DiversityInc Best Practice’s “Recruitment and Hiring Playbook” is an insider’s guide for talent acquisition teams that provides insights on fair hiring practices, as well as tips on organizational support and accountability. Check back soon for more insights on these essential concepts in diverse and inclusive recruiting.
Let’s face it, talent acquisition teams carry the weight of the company on their shoulders. After all, who they decide to bring into the organization sets the tone for everything else. When you add diversity recruitment and hiring into the mix, the challenges involved in doing your job — and doing it well — become even greater. It becomes so much more than simply hitting a hiring goal for the sake of diversity.
Diversity recruiting is a long game, and there are consequences around every corner. It is also everyone’s responsibility within the organization — not just talent acquisition, HR or the DEI team. In order for that team to successfully meet the diversity hiring initiatives, everyone needs to stand true to the company’s core values, its genuine intentions, as well as its diversity goals. Diversity recruiting and hiring is about doing the right thing by all people by removing the biases as best we can to find the right person for the job.
Understanding “diversity brand equity”
Maintaining and promoting your company’s brand is mission-critical when it comes to almost all recruitment efforts. Without a strong employer brand, candidates won’t truly know who they are going to work for and are left to hope for the best. Even worse yet, they’re left to guess, a scenario no one wants to encourage.
While the company’s brand is an essential consideration for anybody working in talent acquisition, an even more important concept to always keep in mind is “diversity brand equity,” or how potential employees (and consumers alike) see a company when they think of it from a diversity perspective. When a company has a high level of diversity brand equity, it ensures that underrepresented candidates can see themselves working for your organization. It also provides them with that sense that they would belong as part of a company’s workforce, building excitement to hit that apply button.
Why it matters
It’s one thing to publicly state your commitment to diversity; it’s another thing to act upon that statement. Diversity brand equity allows you to show anyone outside of your workforce that your organization is serious about its commitment to diversity in every area of business. This is an opportunity to walk the talk and showcase to candidates, prospective customers, and even current employees that diversity, equity and inclusion truly matters to your organization. Highlighting your authentic intention to promote diversity and inclusion – and showing that it’s not something you are doing because it’s trendy right now or because you are motivated by how it could ultimately impact your bottom line – will help to create a more favorable opinion with anyone who might be learning about your organization. It will also dramatically help with new hires and talent acquisition as many potentials applicants want to see DEI at the core of any organization. In other words, it’s a win-win on almost every level.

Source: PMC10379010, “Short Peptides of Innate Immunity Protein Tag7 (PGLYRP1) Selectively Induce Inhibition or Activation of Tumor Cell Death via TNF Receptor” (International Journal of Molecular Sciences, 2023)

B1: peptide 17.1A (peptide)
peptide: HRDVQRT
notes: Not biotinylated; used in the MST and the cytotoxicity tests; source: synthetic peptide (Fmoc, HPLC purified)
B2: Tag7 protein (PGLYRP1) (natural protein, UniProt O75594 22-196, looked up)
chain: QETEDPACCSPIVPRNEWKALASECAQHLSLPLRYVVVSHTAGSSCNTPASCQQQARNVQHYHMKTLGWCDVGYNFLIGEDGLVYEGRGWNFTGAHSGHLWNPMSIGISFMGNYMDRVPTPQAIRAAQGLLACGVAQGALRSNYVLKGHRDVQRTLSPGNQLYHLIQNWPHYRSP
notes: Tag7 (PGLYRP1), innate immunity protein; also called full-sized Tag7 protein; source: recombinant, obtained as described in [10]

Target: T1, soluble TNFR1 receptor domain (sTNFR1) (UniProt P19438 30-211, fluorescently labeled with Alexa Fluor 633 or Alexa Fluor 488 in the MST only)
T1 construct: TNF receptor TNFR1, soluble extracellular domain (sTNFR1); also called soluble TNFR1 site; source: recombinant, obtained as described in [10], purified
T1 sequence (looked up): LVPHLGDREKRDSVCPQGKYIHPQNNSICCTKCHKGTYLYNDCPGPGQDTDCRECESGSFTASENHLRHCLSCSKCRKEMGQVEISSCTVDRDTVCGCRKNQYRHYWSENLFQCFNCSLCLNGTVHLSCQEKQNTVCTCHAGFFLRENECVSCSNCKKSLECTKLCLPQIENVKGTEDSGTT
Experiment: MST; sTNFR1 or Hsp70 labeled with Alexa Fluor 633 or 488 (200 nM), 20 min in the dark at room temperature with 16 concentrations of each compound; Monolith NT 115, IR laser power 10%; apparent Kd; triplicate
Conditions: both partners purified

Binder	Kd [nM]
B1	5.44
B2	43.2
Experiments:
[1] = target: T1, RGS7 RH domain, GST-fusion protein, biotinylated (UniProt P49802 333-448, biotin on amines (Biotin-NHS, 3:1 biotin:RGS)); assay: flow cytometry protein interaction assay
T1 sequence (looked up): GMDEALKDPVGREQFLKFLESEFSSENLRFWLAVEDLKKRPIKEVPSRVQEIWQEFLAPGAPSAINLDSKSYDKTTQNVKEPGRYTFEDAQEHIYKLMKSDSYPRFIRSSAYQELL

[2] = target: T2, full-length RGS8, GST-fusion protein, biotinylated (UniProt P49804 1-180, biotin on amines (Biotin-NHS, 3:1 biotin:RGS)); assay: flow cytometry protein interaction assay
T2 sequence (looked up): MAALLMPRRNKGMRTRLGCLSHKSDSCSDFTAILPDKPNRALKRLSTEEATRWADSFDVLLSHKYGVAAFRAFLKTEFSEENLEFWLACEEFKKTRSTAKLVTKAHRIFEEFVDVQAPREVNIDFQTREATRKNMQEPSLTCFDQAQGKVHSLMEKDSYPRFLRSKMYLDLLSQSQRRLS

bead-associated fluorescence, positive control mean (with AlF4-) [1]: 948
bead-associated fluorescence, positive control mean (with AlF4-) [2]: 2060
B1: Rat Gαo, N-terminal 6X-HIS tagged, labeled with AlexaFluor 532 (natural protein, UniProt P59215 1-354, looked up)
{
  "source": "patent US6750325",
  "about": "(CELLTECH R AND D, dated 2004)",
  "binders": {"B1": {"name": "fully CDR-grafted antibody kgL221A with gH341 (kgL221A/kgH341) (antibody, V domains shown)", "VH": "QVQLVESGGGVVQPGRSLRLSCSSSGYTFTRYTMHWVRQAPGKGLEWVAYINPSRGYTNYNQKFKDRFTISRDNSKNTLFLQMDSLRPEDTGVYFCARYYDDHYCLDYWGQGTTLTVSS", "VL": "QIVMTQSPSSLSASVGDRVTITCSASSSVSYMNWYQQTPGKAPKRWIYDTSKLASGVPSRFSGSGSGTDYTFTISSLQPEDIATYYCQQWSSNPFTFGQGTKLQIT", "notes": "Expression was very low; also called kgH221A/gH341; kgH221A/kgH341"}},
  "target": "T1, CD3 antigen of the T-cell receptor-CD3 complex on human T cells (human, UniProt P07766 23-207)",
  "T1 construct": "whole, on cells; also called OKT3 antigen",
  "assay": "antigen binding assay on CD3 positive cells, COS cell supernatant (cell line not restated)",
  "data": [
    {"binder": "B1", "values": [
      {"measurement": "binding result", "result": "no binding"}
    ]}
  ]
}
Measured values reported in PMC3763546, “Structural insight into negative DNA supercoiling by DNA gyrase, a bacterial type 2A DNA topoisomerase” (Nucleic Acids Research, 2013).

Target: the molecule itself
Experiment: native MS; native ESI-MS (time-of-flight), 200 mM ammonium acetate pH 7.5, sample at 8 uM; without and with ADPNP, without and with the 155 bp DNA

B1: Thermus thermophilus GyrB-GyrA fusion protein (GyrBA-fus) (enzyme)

How to achieve better diversity brand equity within your organization:
Refresh and revamp your job descriptions.
For many potential workforce candidates, open job descriptions are the first window into the organization. For that reason, you should think of the job openings as more than just a career checklist that a good candidate needs to hit. Instead, think of them as mini advertisements and promotional commercials for your company.
Use your available job openings to market your organization to the candidates you are trying to attract. Include details in your job advertisements about the company culture, the team atmosphere, how your organization supports work-life balance (i.e., for working parents), and so on.
Make sure job ads are accurate and inclusive. Don’t assume candidates will go to the company website to learn more about the organization. If a job ad is done effectively, the candidates should be saying yes to all of the responsibilities and requirements listed, which means you will have their attention on what the organization does and what is at the core of the business.
Use this as a space to tell them why they should work for you and what the company is doing to create the most inclusive work environment possible. Be as accurate as possible with everything you say and paint a clear picture of the “what, why and how” so the candidates can accurately envision themselves as a part of your workforce.
Although you can always refer individuals to your careers site, neglecting to include important details in your job description wastes what may be your only chance to interact with a potential candidate.
Use neutral and unbiased language everywhere!
One common way organizations are ensuring brand equity is utilizing neutral and unbiased language in every area of the business — not only with job descriptions but also with careers pages, social media channels and even company blog posts. Anywhere externally and internally that represents your organization should be audited for gender-neutral and unbiased language.